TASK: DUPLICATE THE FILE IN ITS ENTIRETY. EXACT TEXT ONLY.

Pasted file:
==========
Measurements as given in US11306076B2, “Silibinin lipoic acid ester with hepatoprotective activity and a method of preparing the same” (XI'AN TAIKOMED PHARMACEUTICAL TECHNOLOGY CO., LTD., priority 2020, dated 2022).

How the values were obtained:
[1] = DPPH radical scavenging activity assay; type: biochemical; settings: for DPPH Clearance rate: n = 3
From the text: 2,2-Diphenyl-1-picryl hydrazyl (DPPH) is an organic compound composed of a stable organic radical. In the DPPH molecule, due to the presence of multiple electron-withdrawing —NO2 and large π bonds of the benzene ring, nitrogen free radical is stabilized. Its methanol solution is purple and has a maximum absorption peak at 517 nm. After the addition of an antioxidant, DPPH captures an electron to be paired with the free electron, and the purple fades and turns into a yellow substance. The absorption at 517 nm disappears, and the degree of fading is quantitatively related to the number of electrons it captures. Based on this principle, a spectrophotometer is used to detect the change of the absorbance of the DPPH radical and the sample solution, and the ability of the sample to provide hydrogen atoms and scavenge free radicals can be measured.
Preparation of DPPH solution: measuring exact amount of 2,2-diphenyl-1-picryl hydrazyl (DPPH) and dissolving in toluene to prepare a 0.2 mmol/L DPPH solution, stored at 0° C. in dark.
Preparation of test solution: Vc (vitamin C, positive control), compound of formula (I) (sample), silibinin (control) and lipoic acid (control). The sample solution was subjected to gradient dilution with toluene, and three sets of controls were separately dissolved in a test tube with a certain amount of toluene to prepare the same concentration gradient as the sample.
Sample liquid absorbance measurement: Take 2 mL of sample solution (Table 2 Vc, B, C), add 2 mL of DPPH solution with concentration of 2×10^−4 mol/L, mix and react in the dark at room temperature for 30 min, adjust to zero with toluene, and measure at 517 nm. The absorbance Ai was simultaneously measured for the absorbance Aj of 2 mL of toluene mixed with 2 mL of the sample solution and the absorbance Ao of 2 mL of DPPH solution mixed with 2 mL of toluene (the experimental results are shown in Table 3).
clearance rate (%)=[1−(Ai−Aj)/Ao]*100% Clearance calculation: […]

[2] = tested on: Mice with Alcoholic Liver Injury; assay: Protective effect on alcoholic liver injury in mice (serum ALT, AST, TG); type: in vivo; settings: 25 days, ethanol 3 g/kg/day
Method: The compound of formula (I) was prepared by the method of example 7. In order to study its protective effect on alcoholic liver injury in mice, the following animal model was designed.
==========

Measurements as given in US11306076B2, “Silibinin lipoic acid ester with hepatoprotective activity and a method of preparing the same” (XI'AN TAIKOMED PHARMACEUTICAL TECHNOLOGY CO., LTD., priority 2020, dated 2022).

How the values were obtained:
[1] = DPPH radical scavenging activity assay; type: biochemical; settings: for DPPH Clearance rate: n = 3
From the text: 2,2-Diphenyl-1-picryl hydrazyl (DPPH) is an organic compound composed of a stable organic radical. In the DPPH molecule, due to the presence of multiple electron-withdrawing —NO2 and large π bonds of the benzene ring, nitrogen free radical is stabilized. Its methanol solution is purple and has a maximum absorption peak at 517 nm. After the addition of an antioxidant, DPPH captures an electron to be paired with the free electron, and the purple fades and turns into a yellow substance. The absorption at 517 nm disappears, and the degree of fading is quantitatively related to the number of electrons it captures. Based on this principle, a spectrophotometer is used to detect the change of the absorbance of the DPPH radical and the sample solution, and the ability of the sample to provide hydrogen atoms and scavenge free radicals can be measured.
Preparation of DPPH solution: measuring exact amount of 2,2-diphenyl-1-picryl hydrazyl (DPPH) and dissolving in toluene to prepare a 0.2 mmol/L DPPH solution, stored at 0° C. in dark.
Preparation of test solution: Vc (vitamin C, positive control), compound of formula (I) (sample), silibinin (control) and lipoic acid (control). The sample solution was subjected to gradient dilution with toluene, and three sets of controls were separately dissolved in a test tube with a certain amount of toluene to prepare the same concentration gradient as the sample.
Sample liquid absorbance measurement: Take 2 mL of sample solution (Table 2 Vc, B, C), add 2 mL of DPPH solution with concentration of 2×10^−4 mol/L, mix and react in the dark at room temperature for 30 min, adjust to zero with toluene, and measure at 517 nm. The absorbance Ai was simultaneously measured for the absorbance Aj of 2 mL of toluene mixed with 2 mL of the sample solution and the absorbance Ao of 2 mL of DPPH solution mixed with 2 mL of toluene (the experimental results are shown in Table 3).
clearance rate (%)=[1−(Ai−Aj)/Ao]*100% Clearance calculation: […]

[2] = tested on: Mice with Alcoholic Liver Injury; assay: Protective effect on alcoholic liver injury in mice (serum ALT, AST, TG); type: in vivo; settings: 25 days, ethanol 3 g/kg/day
Method: The compound of formula (I) was prepared by the method of example 7. In order to study its protective effect on alcoholic liver injury in mice, the following animal model was designed.